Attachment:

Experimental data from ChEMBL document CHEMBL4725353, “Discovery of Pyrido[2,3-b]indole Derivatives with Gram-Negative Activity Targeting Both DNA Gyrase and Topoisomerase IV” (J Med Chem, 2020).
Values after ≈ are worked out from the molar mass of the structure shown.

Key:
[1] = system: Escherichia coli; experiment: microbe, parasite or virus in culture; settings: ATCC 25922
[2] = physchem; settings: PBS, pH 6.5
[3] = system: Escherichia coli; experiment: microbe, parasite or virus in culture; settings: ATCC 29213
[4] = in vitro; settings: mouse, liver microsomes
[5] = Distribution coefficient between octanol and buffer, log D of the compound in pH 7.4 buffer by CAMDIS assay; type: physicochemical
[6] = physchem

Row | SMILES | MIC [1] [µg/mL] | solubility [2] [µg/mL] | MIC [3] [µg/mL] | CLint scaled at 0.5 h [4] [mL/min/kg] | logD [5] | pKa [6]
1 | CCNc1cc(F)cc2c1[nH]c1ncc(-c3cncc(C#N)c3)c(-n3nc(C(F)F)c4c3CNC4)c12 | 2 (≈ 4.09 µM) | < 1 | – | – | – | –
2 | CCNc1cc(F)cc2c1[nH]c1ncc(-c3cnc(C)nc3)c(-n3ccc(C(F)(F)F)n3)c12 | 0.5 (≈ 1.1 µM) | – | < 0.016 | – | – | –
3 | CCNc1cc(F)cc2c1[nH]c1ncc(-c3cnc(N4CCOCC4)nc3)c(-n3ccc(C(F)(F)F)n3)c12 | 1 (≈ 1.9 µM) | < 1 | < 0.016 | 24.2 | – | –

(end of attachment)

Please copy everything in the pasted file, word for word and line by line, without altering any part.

Experimental data from ChEMBL document CHEMBL4725353, “Discovery of Pyrido[2,3-b]indole Derivatives with Gram-Negative Activity Targeting Both DNA Gyrase and Topoisomerase IV” (J Med Chem, 2020).
Values after ≈ are worked out from the molar mass of the structure shown.

Key:
[1] = system: Escherichia coli; experiment: microbe, parasite or virus in culture; settings: ATCC 25922
[2] = physchem; settings: PBS, pH 6.5
[3] = system: Escherichia coli; experiment: microbe, parasite or virus in culture; settings: ATCC 29213
[4] = in vitro; settings: mouse, liver microsomes
[5] = Distribution coefficient between octanol and buffer, log D of the compound in pH 7.4 buffer by CAMDIS assay; type: physicochemical
[6] = physchem

Row | SMILES | MIC [1] [µg/mL] | solubility [2] [µg/mL] | MIC [3] [µg/mL] | CLint scaled at 0.5 h [4] [mL/min/kg] | logD [5] | pKa [6]
1 | CCNc1cc(F)cc2c1[nH]c1ncc(-c3cncc(C#N)c3)c(-n3nc(C(F)F)c4c3CNC4)c12 | 2 (≈ 4.09 µM) | < 1 | – | – | – | –
2 | CCNc1cc(F)cc2c1[nH]c1ncc(-c3cnc(C)nc3)c(-n3ccc(C(F)(F)F)n3)c12 | 0.5 (≈ 1.1 µM) | – | < 0.016 | – | – | –
3 | CCNc1cc(F)cc2c1[nH]c1ncc(-c3cnc(N4CCOCC4)nc3)c(-n3ccc(C(F)(F)F)n3)c12 | 1 (≈ 1.9 µM) | < 1 | < 0.016 | 24.2 | – | –